A burned police motorcycle outside the destroyed Nigerian divisional police headquarters in Soro town of Bauchi State, Nigeria, 03 February 2014. Gunmen attacked the police station early in the morning injuring a policeman and completely destroying the station according to the Bauchi State Commissioner of Police, Mohammed Ladan. Three suspects have been arrested. The Islamist group, Boko Haram, whose name means 'Western education is forbidden,' is active in north-eastern Nigeria. Image Credit: EPA

Kano: Nigeria’s Muslims have voiced concern about an apparent increase in religious “profiling” after hundreds of terror-related arrests in the country’s Christian-majority south.

Last month some 300 traders from the Muslim majority north of the country were detained in southern Rivers State for allegedly belonging to the banned Islamist group Boko Haram.

Most were later released.

Elsewhere, 84 apprentices were sent back to Katsina State, also in the north, after being held on suspicion of militant links as they undertook a training course in Imo, southeastern Nigeria.

In January 2012, the police in southeastern Enugu State arrested 25 hunters from northwestern Zamfara state on an annual hunting expedition to the forests, holding them for a month.

Again, they were suspected of Boko Haram links after 19 hunting rifles were found.

The insurgency by Boko Haram in Nigeria’s north is the country’s top security issue, and there are fears in the south that it could spread.

But an apparent rise in suspicions against all Muslims has prompted warnings about splitting the country further along religious and ethnic lines, as well as inter-communal violence.

Solomon Dalung, a law lecturer at the University of Jos in north central Nigeria, said the police and security forces were “profiling ... citizens from a particular geo-political region”.

Current events were “taking a pattern of pre-civil war indices”, he added, drawing parallels with the situation before Nigeria’s three-year civil war.

The 1967-70 conflict came after the attempted secession of the mainly Christian Igbo in the southeast and followed religious, ethnic, cultural and economic tensions with northern Hausa Muslims.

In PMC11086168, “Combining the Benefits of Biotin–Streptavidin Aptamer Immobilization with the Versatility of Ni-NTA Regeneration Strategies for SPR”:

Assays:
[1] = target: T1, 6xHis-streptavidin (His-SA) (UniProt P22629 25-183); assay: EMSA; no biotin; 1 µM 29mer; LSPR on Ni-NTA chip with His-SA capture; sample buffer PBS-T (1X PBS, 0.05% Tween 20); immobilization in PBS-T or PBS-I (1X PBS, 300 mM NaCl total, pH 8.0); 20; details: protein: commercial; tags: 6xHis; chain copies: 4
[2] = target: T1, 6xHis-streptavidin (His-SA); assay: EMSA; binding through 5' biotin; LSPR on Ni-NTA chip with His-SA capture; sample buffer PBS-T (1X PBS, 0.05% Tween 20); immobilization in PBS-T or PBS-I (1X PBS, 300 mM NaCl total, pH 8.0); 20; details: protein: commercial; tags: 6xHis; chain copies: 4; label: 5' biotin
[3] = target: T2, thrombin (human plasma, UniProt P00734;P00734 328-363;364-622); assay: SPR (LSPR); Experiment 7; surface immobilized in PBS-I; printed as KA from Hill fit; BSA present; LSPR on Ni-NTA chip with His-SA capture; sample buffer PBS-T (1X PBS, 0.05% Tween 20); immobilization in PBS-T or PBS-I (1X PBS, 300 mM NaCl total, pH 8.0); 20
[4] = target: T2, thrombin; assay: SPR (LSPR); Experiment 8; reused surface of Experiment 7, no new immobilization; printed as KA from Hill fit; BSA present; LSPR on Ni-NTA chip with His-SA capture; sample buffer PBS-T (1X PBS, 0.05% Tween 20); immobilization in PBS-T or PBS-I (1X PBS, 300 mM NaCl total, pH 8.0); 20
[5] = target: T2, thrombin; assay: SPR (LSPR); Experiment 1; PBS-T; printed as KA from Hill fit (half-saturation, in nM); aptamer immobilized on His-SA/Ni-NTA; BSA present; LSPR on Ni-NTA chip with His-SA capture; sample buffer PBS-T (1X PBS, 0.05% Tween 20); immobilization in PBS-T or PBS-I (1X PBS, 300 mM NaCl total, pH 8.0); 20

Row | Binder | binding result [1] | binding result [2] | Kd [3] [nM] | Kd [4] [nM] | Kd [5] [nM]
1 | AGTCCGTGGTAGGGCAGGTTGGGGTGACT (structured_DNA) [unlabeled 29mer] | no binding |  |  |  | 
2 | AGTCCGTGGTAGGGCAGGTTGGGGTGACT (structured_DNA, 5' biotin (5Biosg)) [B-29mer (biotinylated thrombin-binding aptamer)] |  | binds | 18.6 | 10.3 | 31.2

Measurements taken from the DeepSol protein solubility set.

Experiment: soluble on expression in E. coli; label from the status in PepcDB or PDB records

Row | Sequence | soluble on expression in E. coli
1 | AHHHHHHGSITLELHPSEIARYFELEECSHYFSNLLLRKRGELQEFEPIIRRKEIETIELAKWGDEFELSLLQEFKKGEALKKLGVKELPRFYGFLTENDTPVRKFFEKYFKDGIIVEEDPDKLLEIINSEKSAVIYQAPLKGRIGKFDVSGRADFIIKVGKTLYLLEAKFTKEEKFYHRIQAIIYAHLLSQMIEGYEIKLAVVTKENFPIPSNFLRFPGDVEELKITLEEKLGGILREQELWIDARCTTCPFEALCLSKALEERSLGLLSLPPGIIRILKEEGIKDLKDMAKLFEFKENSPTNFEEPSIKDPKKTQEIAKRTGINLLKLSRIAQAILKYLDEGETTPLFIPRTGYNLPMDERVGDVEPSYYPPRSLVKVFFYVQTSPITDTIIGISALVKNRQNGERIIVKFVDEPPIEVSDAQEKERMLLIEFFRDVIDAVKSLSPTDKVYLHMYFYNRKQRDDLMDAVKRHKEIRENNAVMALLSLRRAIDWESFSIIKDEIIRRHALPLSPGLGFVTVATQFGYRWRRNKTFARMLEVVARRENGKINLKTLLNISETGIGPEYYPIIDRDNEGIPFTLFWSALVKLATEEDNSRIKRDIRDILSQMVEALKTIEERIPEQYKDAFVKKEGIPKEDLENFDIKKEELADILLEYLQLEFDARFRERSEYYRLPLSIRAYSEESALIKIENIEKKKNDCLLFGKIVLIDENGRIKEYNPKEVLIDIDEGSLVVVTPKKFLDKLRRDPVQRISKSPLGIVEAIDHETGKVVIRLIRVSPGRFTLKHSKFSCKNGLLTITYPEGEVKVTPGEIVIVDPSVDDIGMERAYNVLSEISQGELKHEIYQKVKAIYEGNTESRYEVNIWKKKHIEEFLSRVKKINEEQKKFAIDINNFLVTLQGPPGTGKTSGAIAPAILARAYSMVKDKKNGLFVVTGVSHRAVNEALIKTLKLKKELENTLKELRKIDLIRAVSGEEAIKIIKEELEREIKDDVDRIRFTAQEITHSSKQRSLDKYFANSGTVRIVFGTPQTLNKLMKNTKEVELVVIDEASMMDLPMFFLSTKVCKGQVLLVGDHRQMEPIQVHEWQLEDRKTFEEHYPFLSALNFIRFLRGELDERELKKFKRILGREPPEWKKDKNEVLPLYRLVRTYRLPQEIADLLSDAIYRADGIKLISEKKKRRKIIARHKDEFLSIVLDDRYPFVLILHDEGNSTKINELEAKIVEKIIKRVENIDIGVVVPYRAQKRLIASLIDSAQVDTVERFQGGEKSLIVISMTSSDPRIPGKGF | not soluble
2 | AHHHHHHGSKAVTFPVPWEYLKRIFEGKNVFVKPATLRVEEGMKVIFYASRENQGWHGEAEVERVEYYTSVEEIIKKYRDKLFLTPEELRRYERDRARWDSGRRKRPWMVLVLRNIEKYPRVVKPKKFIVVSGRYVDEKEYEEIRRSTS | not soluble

Some one million people died in the fighting, mostly from starvation and disease. Mutual suspicions and resentment persist between north and south.

Nigeria goes to the polls next year to elect a new president and parliament, prompting observers to see politics as a factor in the arrests.

Dalung said the arrest and detention of the traders was a deliberate plan to curtail the “expansion of the political frontier” of Rivers State governor Rotimi Amaechi.

Amaechi is locked in a struggle with President Goodluck Jonathan over the spoils of oil revenue and the implementation of federal government programmes in the oil-rich Niger Delta State.

The row prompted Amaechi to defect from the ruling Peoples Democratic Party to the opposition with four northern governors opposed to Jonathan’s apparent plan to seek re-election next year.

The governors believe Jonathan has reneged on a promise to serve only one term and that by running again he will break an unwritten party rule to rotate the candidate between north and south.

The arrests are “all intended to intimidate the northern Muslims to whittle down Amaechi’s numerical support, which is augmented by the northerners in his state,” said security analyst Abdullahi Bawa Wase.

“All you need to qualify as Boko Haram in the (southeast) is to wear a beard and put on a kaftan.

“All this is happening against the backdrop of dirty politics in Nigeria ahead of 2015 elections.”

Politics is also believed to have played a part in the arrest of the Katsina apprentices to put pressure on Imo governor Rochas Okorocha.

He represents the main opposition All Progressives Congress (APC) and was educated in the north.

Khalid Aliyu, the secretary-general of the Jama’atu Nasril Islam (JNI) — the umbrella body of Nigerian Muslims — said they were tracking the situation with a view to possible legal action.

“Unpopular politicians” were using religious conflict “to sow the seed of discord and disharmony among the citizenry for selfish political motives”, he added.

Aliyu and Dalung warned of potentially devastating consequences if the situation continued.

“There are more Igbos in the north than there are Muslim Hausas in the south all together,” Aliyu said.

“It could result in a repeat of the events leading to the civil war if the north decides to go for tit-for-tat.”

Dalung agreed: “This act of profiling must be stopped immediately because it is a spell that can escalate national confusion within a very short span of time.”